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Depression and Anxiety Part 3: Dealing with Depression and Anxiety as Teens

In our previous article, we talked about stress. Although one’s genetic makeup may make one vulnerable to depression and anxiety, mental and emotional stress are almost always contributing factors. Stress will sooner or later bring on either depression and/or anxiety. And stress is often self-induced. It is true that situations arise in our lives in which we become very stressed. But the stress is not so much generated by the situations that arise as it is by the way we view ourselves and handle these situations. An important key to avoiding depression then is to learn how to keep stress in our lives to a minimum with biblical thinking and behavior.
We need to address three unbiblical viewpoints that most depressed people have; that make life very stressful, and that contribute significantly to their depression.
The first of these is low self-esteem.
Low self-esteem is an extremely low opinion of one’s self. It is a feeling of inferiority and worthlessness. One who has low self-esteem sees many good qualities in others but can find very little that is worthwhile in himself. He concentrates on all the inadequacies and failures of his own life (real or imagined) and convinces himself that he is a failure. He compares himself to others whom he esteems highly and imagines that he must be like them to have worth and value. But he is not like them, and so he is unhappy with himself and perhaps even hates who he is.
This is very stressful and puts one on the pathway to depression and anxiety.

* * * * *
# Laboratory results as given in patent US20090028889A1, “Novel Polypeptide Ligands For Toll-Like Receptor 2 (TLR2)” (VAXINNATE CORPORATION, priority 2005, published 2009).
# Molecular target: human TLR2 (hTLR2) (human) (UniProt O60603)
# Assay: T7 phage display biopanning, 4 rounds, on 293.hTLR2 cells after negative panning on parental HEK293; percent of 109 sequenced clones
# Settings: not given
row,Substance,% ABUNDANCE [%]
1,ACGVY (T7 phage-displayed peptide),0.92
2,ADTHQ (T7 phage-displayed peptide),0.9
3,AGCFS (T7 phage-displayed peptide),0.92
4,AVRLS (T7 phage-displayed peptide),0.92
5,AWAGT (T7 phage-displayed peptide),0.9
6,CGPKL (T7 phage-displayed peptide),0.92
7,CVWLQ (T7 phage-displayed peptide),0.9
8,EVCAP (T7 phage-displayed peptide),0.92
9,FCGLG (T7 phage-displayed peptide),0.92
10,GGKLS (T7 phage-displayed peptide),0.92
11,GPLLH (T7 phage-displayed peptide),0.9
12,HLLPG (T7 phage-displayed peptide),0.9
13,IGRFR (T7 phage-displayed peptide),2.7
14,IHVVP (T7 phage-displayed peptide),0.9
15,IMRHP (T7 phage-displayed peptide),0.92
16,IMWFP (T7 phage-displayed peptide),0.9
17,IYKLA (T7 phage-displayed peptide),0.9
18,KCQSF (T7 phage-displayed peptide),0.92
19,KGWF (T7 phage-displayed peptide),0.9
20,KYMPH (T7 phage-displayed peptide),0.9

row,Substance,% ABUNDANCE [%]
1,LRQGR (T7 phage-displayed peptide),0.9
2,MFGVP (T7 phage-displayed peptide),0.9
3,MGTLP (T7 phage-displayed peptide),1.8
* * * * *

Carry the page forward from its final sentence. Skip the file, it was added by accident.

To avoid this we must see ourselves biblically. The Bible teaches that the born-again Christian, who is living his faith in Jesus Christ, is not worthless. Nor is he inferior to others. Rather he is very important and valuable to God and to his kingdom. This is not the case of the unbeliever. Even the most gifted and successful unbeliever does not please God and contributes nothing to the kingdom. He has every reason to feel inferior, to esteem himself as nothing and hate himself. This is true even of those whom the world praises for their great achievements. But with the believing child of God it is different. He is eternally loved of God. He has been chosen to eternal life with God. He has been redeemed in Jesus Christ. In Jesus Christ he is a new creature (2 Cor. 5:17). He is the workmanship of God (re)created in Christ Jesus unto good works, which God has before ordained that he should walk in them (Eph. 2:10). God has a good work for each of his redeemed people to do. This is an important work in God’s kingdom that no one else can do. And to accomplish that work God has wonderfully gifted each one of his people. Each one is the marvelous workmanship of God, wonderfully crafted for good work in God’s kingdom.